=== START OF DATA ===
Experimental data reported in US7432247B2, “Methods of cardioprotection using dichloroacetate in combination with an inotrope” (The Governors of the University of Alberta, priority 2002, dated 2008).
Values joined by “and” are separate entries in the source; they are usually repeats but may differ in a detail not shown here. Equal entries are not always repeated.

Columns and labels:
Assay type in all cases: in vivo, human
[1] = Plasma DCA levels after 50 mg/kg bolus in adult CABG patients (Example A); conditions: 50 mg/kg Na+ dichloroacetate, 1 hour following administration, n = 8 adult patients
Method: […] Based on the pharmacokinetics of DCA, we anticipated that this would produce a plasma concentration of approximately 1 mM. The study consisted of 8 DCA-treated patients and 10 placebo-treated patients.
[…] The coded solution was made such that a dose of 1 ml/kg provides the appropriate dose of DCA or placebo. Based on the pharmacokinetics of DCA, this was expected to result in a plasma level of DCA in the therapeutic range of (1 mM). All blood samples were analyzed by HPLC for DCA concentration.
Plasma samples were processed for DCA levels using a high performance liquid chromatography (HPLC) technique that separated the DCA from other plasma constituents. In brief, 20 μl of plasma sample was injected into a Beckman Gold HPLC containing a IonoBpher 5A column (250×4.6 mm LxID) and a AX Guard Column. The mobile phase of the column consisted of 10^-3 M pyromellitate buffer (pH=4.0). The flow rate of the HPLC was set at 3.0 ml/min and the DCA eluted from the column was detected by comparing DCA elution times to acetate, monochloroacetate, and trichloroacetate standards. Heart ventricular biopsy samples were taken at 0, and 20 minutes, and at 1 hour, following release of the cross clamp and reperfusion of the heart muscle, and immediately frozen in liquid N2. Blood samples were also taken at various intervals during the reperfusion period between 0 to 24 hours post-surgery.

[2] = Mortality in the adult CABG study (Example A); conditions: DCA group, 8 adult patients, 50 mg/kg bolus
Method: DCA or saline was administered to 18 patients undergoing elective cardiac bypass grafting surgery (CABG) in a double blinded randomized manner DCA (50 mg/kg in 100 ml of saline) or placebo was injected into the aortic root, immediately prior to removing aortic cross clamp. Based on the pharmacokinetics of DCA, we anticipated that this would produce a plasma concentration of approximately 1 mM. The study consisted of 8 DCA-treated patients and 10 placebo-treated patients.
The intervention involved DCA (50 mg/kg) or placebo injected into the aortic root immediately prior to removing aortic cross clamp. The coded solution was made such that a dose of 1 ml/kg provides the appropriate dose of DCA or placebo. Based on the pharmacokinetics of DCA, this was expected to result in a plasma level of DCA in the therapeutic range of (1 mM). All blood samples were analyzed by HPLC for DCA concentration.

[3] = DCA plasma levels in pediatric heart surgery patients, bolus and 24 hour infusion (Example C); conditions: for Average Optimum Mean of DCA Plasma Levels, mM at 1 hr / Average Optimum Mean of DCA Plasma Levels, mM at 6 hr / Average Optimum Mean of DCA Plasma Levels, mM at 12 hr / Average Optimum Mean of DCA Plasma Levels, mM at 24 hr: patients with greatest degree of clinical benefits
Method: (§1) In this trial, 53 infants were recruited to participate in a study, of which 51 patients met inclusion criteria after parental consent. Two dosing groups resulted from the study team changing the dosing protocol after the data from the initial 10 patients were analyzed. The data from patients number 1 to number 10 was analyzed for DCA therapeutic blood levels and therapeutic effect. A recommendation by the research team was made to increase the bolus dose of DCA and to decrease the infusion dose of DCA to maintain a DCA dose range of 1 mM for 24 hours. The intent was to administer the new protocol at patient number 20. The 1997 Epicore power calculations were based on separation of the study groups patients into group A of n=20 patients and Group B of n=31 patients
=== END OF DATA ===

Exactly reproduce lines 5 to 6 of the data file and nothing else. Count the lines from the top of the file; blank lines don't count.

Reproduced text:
[1] = Plasma DCA levels after 50 mg/kg bolus in adult CABG patients (Example A); conditions: 50 mg/kg Na+ dichloroacetate, 1 hour following administration, n = 8 adult patients
Method: […] Based on the pharmacokinetics of DCA, we anticipated that this would produce a plasma concentration of approximately 1 mM. The study consisted of 8 DCA-treated patients and 10 placebo-treated patients.